Lindelof is a self-professed Stephen King fan and has placed many references to King's work into Lost, as well as mentioning within the Official Lost Podcast that The Stand serves as a huge influence. Lindelof has been quoted as saying that the graphic novel Watchmen, written by Alan Moore, is the greatest piece of popular fiction ever produced, and its effect on Lost is evident many times in the show. He has also mentioned David Lynch's Twin Peaks as a big influence for Lost.[42]

J. J. Abrams had often cited Patrick McGoohan's similarly allegorical sci-fi/spy series The Prisoner as another major influence on Lost. Lindelof lists his favorite six films, in no particular order, as Touch of Evil, Raiders of the Lost Ark, Pulp Fiction, The Shining, Bambi, and The Godfather Part II.[43] Lindelof is a fan of the television series The Wire, Breaking Bad, and Battlestar Galactica.

Personal life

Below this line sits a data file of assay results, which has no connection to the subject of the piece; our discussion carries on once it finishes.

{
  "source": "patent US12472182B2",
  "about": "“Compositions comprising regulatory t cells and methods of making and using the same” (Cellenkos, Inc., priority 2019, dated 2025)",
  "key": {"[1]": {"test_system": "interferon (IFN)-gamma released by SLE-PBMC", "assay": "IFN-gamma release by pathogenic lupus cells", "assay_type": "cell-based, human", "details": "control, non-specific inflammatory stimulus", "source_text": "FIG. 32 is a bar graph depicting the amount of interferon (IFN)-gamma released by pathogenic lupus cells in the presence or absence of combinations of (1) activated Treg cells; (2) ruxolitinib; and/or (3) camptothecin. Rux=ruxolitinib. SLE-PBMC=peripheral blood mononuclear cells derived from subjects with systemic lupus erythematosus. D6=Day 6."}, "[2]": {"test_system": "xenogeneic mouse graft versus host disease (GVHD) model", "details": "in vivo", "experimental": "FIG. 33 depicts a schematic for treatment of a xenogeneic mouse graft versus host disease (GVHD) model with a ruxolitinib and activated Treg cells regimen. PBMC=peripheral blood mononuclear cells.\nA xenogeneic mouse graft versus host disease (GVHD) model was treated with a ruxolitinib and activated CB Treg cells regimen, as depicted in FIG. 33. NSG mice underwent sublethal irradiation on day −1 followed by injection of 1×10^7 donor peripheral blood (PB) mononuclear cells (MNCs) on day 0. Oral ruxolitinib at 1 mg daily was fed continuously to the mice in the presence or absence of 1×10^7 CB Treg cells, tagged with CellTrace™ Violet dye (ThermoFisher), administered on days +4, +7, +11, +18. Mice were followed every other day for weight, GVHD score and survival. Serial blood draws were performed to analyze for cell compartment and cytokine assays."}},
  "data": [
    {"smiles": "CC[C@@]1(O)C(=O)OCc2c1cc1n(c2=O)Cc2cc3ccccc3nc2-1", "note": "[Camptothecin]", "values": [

Lindelof married Heidi Mary Fugeman in 2005; the couple has one child.[44]

Lindelof was at the center of controversy after tweeting, of the 2012 Aurora shooting, that he would be seeing The Dark Knight Rises and suggested that other filmgoers should stay in their seats after the credits for a moment of silence.[45] Lindelof deleted his Twitter account on October 14, 2013, the date of "the departure" on his then-upcoming HBO show, The Leftovers. Lindelof stopped his final tweet in mid-sentence leaving his followers to wonder in regard to the significance. Lindelof's final tweet read, "After much thought and deliberation, I've decided t." Lindelof later said that he felt as though his time on Twitter was consuming him in a negative fashion and that he has no intentions of returning to the site.[46]

Lost writing credits



Year Title Writer Producer Notes
2009 Star Trek (uncredited) Yes
2010 Ollie Klublershturf vs. the Nazis Yes Executive Short film
2011 Cowboys & Aliens Yes Executive (uncredited)
2012 Prometheus Yes Executive
2013 Open Heart No Executive Documentary
Star Trek Into Darkness Yes Yes
World War Z Yes No
2015 Tomorrowland Yes Yes
2017 Bending the Arc No Executive Documentary
2020 The Hunt Yes Yes


Year Title Writer Producer Notes
1999 Wasteland Yes No Episodes: "Defining Moments" and "Death Becomes Her"
Undressed Yes No N/A
2000–2001 Nash Bridges Yes No Writer (5 episodes);
Story editor (22 episodes)
2001–2004 Crossing Jordan Yes Yes Writer (9 episodes);
Executive story editor (22 episodes);
Co-producer (22 episodes);
Supervising producer (13 episodes)
2004–2010 Lost Yes Executive Co-creator and showrunner;